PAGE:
Dramatic biodiversity changes threaten Mediterranean coastal dune habitats

Marta Gaia Sperandii discusses her recently published Journal of Ecology article: Getting the measure of the biodiversity crisis in Mediterranean coastal habitats

Find out more about taxonomic and functional trends they observed in coastal dune systems in Central Italy and the importance of their findings for conserving dune ecosystems.


Coastal dunes are certainly considered among the most peculiar and fascinating environments on earth. They’re home to highly specialized flora and fauna, provide us with ecosystems services such as protection from storms and water purification, and hold an immense recreational value. Nevertheless, they’re currently listed among the most endangered ecosystems worldwide; with erosion, urbanization and mass tourism acting as major threats.

Figure 1. A coastal dune system on the Tyrrhenian Sea. Photo: Marta Gaia Sperandii

As coastal dunes originate through, and are maintained by, a close interaction between wind, sand and a handful of plants that are exclusive to these fragile environments, assessing their vegetation dynamics over time is key to monitoring their conservation status and their ability to provide the above-mentioned ecosystem services. However, research efforts in this direction are scarce. Studies accounting jointly for various aspects of community structure, multiple facets of diversity and individual focal species are especially rare.

In our paper, we provide an EU-habitat based, comprehensive overview of taxonomic and functional changes in Mediterranean coastal dunes and assess how much of this change was greater than would be expected by chance. To do so, we performed a so-called resurveying study. We relocated 334 historical vegetation plots that had been surveyed 10-15 years ago in coastal dune systems located in Central Italy and performed new vegetation relevés. As there had been different types and intensities of disturbances occurring along the coastal zonation, we expected changes to vary among habitats.

In the first place, we detected an impressive habitat loss, with almost 25% of the historical plots being found, at the time of the resurvey, devoid of vegetation or submerged by the sea. In plots that could be resurveyed, our analyses revealed major taxonomic and functional changes. Depending on the habitat, we recorded a taxonomic dissimilarity of 67-100%, with significant differences among habitats and mostly driven by species loss. Functional dissimilarity, on the other hand, turned out to be low to medium, rather homogeneous among habitats, and mostly driven by functional gain. The general trend, from a functional perspective, was that of a decrease in mean community height, and an increase in both specific leaf area and proportion of annual species.

Things got more and more interesting when we tested, by running ad-hoc built null models, to what extent observed changes were greater than that which could be reasonably expected under random circumstances. Whereas taxonomic trends, and especially species loss, were found to be non-random in almost all habitats, functional changes were mostly in line with random expectations, except for the two key habitats of embryo and shifting dunes. Our species-level analysis confirmed the community-level trends, revealing important losses in occurrence and frequency of key focal species. The most important sand-binding species in European coastal dune systems, Ammophila arenaria subsp. australis, dropped in occurrence by 80%.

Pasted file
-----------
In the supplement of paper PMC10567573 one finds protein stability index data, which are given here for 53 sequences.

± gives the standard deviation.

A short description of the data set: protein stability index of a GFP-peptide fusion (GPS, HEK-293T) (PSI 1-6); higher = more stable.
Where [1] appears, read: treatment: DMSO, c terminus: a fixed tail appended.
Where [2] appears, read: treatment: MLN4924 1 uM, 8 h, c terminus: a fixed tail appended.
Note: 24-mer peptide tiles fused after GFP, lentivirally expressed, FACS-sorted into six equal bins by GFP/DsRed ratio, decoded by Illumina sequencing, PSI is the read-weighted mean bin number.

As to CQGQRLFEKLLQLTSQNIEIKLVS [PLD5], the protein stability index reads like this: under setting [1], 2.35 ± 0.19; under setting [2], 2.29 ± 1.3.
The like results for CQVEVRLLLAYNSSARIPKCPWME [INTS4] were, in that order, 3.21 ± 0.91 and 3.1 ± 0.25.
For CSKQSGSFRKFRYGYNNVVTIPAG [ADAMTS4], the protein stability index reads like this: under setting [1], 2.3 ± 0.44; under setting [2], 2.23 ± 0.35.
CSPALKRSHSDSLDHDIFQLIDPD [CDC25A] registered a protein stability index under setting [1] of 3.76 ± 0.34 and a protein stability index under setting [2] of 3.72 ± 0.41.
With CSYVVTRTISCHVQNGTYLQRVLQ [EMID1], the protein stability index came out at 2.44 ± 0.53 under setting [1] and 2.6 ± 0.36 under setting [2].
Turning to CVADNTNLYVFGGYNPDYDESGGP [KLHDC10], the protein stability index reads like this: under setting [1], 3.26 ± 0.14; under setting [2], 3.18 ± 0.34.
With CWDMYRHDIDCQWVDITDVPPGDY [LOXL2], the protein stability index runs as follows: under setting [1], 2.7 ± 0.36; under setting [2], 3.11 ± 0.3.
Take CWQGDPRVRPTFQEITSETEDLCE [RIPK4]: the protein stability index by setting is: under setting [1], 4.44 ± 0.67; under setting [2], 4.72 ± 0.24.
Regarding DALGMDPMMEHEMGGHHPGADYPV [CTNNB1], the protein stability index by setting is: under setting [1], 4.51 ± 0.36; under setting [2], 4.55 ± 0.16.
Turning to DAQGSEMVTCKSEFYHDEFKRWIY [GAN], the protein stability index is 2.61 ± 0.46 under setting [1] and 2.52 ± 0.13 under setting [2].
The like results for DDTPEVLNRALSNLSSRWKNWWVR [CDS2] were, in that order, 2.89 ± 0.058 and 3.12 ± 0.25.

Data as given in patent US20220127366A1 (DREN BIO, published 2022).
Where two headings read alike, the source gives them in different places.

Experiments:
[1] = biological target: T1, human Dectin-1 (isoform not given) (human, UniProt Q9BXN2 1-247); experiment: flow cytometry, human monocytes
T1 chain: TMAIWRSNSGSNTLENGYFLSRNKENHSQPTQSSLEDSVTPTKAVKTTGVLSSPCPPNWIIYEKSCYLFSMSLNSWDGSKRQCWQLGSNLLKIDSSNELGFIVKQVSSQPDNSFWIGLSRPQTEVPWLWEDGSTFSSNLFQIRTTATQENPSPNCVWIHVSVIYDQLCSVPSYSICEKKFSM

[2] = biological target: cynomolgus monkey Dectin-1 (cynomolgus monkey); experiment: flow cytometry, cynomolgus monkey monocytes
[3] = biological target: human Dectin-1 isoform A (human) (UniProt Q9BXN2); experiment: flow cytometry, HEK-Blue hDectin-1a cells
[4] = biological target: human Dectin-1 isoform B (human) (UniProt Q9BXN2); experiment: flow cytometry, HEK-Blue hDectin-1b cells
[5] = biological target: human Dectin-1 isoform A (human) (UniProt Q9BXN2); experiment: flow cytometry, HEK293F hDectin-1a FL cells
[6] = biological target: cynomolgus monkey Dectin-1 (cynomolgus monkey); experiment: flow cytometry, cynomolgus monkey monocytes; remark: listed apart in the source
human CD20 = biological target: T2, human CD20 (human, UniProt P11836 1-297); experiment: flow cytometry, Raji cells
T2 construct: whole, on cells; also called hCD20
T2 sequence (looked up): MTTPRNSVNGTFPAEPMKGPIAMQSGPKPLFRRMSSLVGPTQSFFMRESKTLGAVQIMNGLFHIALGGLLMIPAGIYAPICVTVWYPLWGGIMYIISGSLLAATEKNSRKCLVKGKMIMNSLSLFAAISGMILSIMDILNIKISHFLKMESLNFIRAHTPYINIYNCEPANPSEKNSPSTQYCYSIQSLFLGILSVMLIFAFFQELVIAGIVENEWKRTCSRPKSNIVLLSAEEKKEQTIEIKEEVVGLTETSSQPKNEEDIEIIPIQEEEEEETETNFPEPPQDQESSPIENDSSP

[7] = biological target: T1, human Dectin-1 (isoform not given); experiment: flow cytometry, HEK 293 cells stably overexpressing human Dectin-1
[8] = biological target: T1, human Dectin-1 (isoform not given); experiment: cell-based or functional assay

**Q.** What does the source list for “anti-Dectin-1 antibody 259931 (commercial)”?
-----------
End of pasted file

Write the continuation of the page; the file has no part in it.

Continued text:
Figure 2. A plot found devoid of vegetation at the time of the resurvey. Photo: Marta Gaia Sperandii

Overall, our results suggest that, in a very short time-span, Mediterranean coastal dunes of Central Italy underwent alarming habitat loss and remarkable, mostly non-random, taxonomic changes that were only partially buffered at the functional level. Confirming our initial hypothesis, we found that the extent of change differed considerably along the coastal zonation, peaking in habitats closer to the sea (upper beach, embryo and shifting dunes). Because these habitats (especially shifting dunes) not only provide shelter for retrodunal vegetation but, most importantly, guarantee high-valued ecosystem services, their degradation is likely to have cascading effects on the entire coastal dune ecosystem and on the wide range of services it provides. By alerting us about the dramatic conservation status of representative Mediterranean coastal dune ecosystems, our evidence calls for an investigation about the causes of changes and urgent measures to protect these important ecosystems.

Figure 3. A resurveyed plot where invasion processes led by non-native species were detected. Photo: Marta Gaia Sperandii

Marta Gaia Sperandii Roma Tre University, Rome, Italy

You can read the full paper online: Getting the measure of the biodiversity crisis in Mediterranean coastal habitats

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